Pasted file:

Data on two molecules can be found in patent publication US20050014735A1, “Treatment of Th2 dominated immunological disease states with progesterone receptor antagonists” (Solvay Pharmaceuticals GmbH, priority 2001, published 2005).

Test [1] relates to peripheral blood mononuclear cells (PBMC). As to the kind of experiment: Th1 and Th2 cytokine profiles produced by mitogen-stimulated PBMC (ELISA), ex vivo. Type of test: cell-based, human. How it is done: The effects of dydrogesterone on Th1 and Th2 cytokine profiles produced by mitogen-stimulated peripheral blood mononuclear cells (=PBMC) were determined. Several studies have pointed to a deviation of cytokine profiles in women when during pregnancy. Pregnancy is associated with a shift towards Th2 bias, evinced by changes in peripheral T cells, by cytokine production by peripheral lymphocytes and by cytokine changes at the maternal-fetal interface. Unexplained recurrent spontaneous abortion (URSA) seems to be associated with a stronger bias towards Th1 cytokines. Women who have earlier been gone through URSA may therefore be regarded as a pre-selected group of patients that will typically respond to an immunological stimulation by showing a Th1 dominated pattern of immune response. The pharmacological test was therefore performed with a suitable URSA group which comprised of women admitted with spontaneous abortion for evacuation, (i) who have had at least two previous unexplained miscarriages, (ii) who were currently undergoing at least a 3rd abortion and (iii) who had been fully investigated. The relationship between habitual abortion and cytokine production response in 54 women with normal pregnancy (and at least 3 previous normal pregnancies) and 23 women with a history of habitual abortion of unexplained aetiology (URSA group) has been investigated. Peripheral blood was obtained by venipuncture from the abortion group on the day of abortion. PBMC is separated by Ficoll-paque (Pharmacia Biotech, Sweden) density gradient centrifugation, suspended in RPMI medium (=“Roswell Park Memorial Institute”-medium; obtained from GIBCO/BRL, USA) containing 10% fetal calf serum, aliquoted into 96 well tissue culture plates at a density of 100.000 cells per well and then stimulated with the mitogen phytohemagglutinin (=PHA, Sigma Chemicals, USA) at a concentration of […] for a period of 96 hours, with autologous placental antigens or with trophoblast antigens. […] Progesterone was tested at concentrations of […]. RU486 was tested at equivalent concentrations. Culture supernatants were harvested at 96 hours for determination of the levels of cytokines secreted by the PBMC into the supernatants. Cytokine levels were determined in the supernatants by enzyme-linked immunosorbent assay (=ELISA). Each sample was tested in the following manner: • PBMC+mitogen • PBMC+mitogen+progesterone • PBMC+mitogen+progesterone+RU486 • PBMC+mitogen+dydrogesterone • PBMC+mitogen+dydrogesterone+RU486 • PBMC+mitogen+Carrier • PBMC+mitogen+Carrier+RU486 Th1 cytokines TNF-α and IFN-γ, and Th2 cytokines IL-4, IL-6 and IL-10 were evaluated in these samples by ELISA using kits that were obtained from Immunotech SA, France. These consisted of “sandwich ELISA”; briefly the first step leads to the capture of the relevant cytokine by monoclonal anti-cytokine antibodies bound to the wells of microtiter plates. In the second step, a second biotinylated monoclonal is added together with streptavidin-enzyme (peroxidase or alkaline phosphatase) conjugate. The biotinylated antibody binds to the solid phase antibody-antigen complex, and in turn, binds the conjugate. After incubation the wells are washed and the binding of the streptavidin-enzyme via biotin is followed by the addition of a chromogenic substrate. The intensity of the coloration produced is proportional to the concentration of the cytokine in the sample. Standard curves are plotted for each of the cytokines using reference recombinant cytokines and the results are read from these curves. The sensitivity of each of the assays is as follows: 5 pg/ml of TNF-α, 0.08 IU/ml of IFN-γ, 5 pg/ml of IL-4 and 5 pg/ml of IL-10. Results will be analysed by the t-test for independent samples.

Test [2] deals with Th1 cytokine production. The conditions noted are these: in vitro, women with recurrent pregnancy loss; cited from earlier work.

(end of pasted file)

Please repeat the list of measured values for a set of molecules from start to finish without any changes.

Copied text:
Data on two molecules can be found in patent publication US20050014735A1, “Treatment of Th2 dominated immunological disease states with progesterone receptor antagonists” (Solvay Pharmaceuticals GmbH, priority 2001, published 2005).

Test [1] relates to peripheral blood mononuclear cells (PBMC). As to the kind of experiment: Th1 and Th2 cytokine profiles produced by mitogen-stimulated PBMC (ELISA), ex vivo. Type of test: cell-based, human. How it is done: The effects of dydrogesterone on Th1 and Th2 cytokine profiles produced by mitogen-stimulated peripheral blood mononuclear cells (=PBMC) were determined. Several studies have pointed to a deviation of cytokine profiles in women when during pregnancy. Pregnancy is associated with a shift towards Th2 bias, evinced by changes in peripheral T cells, by cytokine production by peripheral lymphocytes and by cytokine changes at the maternal-fetal interface. Unexplained recurrent spontaneous abortion (URSA) seems to be associated with a stronger bias towards Th1 cytokines. Women who have earlier been gone through URSA may therefore be regarded as a pre-selected group of patients that will typically respond to an immunological stimulation by showing a Th1 dominated pattern of immune response. The pharmacological test was therefore performed with a suitable URSA group which comprised of women admitted with spontaneous abortion for evacuation, (i) who have had at least two previous unexplained miscarriages, (ii) who were currently undergoing at least a 3rd abortion and (iii) who had been fully investigated. The relationship between habitual abortion and cytokine production response in 54 women with normal pregnancy (and at least 3 previous normal pregnancies) and 23 women with a history of habitual abortion of unexplained aetiology (URSA group) has been investigated. Peripheral blood was obtained by venipuncture from the abortion group on the day of abortion. PBMC is separated by Ficoll-paque (Pharmacia Biotech, Sweden) density gradient centrifugation, suspended in RPMI medium (=“Roswell Park Memorial Institute”-medium; obtained from GIBCO/BRL, USA) containing 10% fetal calf serum, aliquoted into 96 well tissue culture plates at a density of 100.000 cells per well and then stimulated with the mitogen phytohemagglutinin (=PHA, Sigma Chemicals, USA) at a concentration of […] for a period of 96 hours, with autologous placental antigens or with trophoblast antigens. […] Progesterone was tested at concentrations of […]. RU486 was tested at equivalent concentrations. Culture supernatants were harvested at 96 hours for determination of the levels of cytokines secreted by the PBMC into the supernatants. Cytokine levels were determined in the supernatants by enzyme-linked immunosorbent assay (=ELISA). Each sample was tested in the following manner: • PBMC+mitogen • PBMC+mitogen+progesterone • PBMC+mitogen+progesterone+RU486 • PBMC+mitogen+dydrogesterone • PBMC+mitogen+dydrogesterone+RU486 • PBMC+mitogen+Carrier • PBMC+mitogen+Carrier+RU486 Th1 cytokines TNF-α and IFN-γ, and Th2 cytokines IL-4, IL-6 and IL-10 were evaluated in these samples by ELISA using kits that were obtained from Immunotech SA, France. These consisted of “sandwich ELISA”; briefly the first step leads to the capture of the relevant cytokine by monoclonal anti-cytokine antibodies bound to the wells of microtiter plates. In the second step, a second biotinylated monoclonal is added together with streptavidin-enzyme (peroxidase or alkaline phosphatase) conjugate. The biotinylated antibody binds to the solid phase antibody-antigen complex, and in turn, binds the conjugate. After incubation the wells are washed and the binding of the streptavidin-enzyme via biotin is followed by the addition of a chromogenic substrate. The intensity of the coloration produced is proportional to the concentration of the cytokine in the sample. Standard curves are plotted for each of the cytokines using reference recombinant cytokines and the results are read from these curves. The sensitivity of each of the assays is as follows: 5 pg/ml of TNF-α, 0.08 IU/ml of IFN-γ, 5 pg/ml of IL-4 and 5 pg/ml of IL-10. Results will be analysed by the t-test for independent samples.

Test [2] deals with Th1 cytokine production. The conditions noted are these: in vitro, women with recurrent pregnancy loss; cited from earlier work.